“Don’t go back to sleep” implored the thirteenth century poet, Rumi. But that’s the human condition, isn’t it? We fall asleep and wake up, and then we fall asleep again. Maybe we slept through a relationship. Maybe we slept through poverty, if it was someone else’s poverty or racial injustice, as long as we were sitting in the front, not the back, of the bus. Maybe we slept through decades devoted to making money with nothing to show for it in the end but money. Maybe we slept through a visit home, not imagining we’d never see our parents again.
In spite of life’s wake-up calls, we can find ourselves in a trance. Occasionally, we seem to need reminders in the form of failures and disappointments. These are times when we need to remind ourselves that in daily life, there’s room for chaos and color, there’s room for loss and gain, for sadness and for joy. The stuff of every day is the source of endless irritation, and endless celebration. It provides constant opportunities to embrace life rather than shun it.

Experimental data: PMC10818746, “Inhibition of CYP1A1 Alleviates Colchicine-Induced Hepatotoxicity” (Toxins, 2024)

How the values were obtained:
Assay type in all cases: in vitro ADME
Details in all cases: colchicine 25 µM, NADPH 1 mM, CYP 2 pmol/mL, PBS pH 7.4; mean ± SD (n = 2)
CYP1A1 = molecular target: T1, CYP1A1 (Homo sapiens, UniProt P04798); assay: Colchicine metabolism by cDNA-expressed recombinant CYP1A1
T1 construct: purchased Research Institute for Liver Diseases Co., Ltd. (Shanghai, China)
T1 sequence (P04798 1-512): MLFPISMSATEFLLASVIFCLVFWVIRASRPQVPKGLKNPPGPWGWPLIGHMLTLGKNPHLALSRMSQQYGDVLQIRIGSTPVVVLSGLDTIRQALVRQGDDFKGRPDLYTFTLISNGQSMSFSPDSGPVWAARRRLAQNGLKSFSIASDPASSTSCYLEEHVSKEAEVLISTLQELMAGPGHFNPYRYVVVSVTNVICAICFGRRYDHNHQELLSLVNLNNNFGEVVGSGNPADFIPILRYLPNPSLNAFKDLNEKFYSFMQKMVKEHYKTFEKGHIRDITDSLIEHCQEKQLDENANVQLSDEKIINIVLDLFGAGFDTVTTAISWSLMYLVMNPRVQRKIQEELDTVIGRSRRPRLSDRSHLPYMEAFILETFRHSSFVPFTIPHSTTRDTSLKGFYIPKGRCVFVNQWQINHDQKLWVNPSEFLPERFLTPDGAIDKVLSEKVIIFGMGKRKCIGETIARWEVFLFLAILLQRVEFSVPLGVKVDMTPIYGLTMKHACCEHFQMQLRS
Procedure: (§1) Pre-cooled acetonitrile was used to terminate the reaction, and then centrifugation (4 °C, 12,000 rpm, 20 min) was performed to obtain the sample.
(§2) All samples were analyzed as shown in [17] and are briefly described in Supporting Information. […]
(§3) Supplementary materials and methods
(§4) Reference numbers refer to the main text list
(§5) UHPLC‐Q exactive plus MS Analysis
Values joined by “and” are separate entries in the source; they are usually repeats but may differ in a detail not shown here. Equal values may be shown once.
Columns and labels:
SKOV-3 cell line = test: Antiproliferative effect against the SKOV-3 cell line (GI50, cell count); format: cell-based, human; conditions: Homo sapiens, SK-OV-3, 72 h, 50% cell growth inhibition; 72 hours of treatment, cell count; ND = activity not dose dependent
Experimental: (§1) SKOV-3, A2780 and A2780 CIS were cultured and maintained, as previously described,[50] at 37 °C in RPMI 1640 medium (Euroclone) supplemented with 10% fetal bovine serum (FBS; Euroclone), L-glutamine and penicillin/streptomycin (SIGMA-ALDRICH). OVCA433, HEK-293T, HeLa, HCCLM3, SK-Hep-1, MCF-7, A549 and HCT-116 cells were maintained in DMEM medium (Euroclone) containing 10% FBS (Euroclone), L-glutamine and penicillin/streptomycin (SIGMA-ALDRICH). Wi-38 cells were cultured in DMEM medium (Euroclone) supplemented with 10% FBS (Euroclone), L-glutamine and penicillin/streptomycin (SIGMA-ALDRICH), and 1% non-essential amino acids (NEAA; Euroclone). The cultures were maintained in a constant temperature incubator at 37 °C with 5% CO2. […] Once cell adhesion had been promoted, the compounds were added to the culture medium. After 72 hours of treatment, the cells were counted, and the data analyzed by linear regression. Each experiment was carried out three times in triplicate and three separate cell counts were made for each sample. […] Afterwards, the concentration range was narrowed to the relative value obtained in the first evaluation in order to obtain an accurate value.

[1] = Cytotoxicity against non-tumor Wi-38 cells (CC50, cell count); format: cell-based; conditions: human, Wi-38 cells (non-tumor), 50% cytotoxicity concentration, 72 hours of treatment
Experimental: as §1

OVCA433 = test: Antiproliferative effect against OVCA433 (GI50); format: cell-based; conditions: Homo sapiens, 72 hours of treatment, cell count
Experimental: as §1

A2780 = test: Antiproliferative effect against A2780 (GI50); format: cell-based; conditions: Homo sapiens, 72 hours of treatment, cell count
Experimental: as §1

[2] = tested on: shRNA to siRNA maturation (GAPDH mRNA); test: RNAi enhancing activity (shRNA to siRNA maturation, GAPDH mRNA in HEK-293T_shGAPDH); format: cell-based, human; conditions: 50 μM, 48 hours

Sometimes we experience a sparkling moment when we break out of the trance and are fully present. Sometimes these present us with “aha” moments of new understanding. Or our thoughts may be “Isn’t that wonderful?” or “Isn’t life amazingly rich and complicated?” Or even, “Doesn’t this look beautiful or taste delicious?” What makes moments distinct is that we are celebrating what actually is.
Being fully present means being alive in all its dimensions – knowing what it feels like to be kind. Experiencing love. Cracking a joke. Being in the presence of profound silence. Giving a thumbs up. Connecting. Working for justice. Noticing something beautiful. Learning. Doing the right thing. Offering a little good cheer. Belly laughs. Helping out. Feeling alive. Being fully awake and alive means living as intensely as responsibly, and as joyfully as possible.
After losing everything in the material world and spending many years being in a controlled prison environment, I’ve learned to look back with soft eyes and an accepting heart. I’ve learned to look forward with hope and anticipation … but mostly, I’m learning to stay awake and be fully present, to savor, bless, and praise this moment and to be grateful for the miracle of being alive for another day on a this beautiful planet.
Charles “Tom” Brown